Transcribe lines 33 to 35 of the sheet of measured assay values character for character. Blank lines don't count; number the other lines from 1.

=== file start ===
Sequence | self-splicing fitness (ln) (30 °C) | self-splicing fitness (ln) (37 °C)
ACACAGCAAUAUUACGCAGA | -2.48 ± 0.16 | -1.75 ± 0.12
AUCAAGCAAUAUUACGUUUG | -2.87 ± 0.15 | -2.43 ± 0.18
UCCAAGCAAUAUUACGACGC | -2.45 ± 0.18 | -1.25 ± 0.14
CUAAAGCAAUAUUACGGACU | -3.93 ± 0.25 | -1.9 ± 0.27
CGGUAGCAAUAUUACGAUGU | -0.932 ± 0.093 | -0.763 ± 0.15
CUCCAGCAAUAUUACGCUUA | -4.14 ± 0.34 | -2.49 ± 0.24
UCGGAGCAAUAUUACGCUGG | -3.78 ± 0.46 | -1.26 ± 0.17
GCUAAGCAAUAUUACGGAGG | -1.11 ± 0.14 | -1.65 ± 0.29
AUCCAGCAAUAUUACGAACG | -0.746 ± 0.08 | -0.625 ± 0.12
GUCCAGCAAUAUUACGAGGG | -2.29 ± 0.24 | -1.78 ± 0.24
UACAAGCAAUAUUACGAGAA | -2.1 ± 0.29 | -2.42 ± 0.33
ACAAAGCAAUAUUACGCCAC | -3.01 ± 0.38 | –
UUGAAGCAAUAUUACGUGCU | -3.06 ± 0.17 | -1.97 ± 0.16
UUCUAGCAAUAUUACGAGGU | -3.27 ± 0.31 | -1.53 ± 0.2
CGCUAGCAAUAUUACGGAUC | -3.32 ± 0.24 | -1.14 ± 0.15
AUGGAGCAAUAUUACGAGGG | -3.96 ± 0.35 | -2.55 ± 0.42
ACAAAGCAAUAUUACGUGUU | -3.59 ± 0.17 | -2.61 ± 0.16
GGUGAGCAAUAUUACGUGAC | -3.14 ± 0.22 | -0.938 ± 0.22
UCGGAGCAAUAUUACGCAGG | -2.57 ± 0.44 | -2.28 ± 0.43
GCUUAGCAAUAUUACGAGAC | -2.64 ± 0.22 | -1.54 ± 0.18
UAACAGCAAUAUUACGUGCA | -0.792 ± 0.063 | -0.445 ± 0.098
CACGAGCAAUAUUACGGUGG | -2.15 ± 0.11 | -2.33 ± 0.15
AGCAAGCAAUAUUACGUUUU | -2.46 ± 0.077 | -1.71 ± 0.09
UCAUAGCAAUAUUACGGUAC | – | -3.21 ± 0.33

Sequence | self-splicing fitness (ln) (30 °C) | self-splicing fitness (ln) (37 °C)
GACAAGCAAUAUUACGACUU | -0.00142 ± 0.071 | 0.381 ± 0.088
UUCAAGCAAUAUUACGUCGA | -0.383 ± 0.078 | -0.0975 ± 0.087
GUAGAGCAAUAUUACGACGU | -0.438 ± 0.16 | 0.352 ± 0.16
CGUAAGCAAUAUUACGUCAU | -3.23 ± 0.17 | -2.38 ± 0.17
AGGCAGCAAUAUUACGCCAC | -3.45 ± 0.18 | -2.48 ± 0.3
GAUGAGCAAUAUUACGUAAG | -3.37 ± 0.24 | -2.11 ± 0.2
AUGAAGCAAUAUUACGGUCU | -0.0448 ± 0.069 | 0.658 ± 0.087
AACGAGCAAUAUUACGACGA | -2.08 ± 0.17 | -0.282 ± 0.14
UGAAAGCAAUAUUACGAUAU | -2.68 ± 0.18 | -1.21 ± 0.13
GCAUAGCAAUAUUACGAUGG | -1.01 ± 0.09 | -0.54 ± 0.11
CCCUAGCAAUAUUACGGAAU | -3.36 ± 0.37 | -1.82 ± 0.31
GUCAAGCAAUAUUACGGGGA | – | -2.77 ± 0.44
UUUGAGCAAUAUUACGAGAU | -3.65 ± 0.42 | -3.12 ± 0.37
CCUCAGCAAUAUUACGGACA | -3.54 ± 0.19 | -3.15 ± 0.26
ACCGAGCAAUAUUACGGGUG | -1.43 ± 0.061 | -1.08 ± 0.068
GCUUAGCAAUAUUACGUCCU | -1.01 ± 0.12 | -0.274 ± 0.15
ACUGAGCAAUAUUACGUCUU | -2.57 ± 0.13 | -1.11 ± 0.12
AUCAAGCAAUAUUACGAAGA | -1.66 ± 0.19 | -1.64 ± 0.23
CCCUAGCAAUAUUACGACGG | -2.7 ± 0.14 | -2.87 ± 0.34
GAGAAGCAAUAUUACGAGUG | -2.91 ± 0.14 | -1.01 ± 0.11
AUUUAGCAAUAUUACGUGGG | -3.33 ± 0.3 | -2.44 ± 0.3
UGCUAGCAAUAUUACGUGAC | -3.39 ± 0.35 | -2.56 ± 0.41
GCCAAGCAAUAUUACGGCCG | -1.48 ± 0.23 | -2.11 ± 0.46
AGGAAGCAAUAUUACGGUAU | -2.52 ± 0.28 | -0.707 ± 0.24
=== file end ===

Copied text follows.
AUGAAGCAAUAUUACGGUCU | -0.0448 ± 0.069 | 0.658 ± 0.087
AACGAGCAAUAUUACGACGA | -2.08 ± 0.17 | -0.282 ± 0.14
UGAAAGCAAUAUUACGAUAU | -2.68 ± 0.18 | -1.21 ± 0.13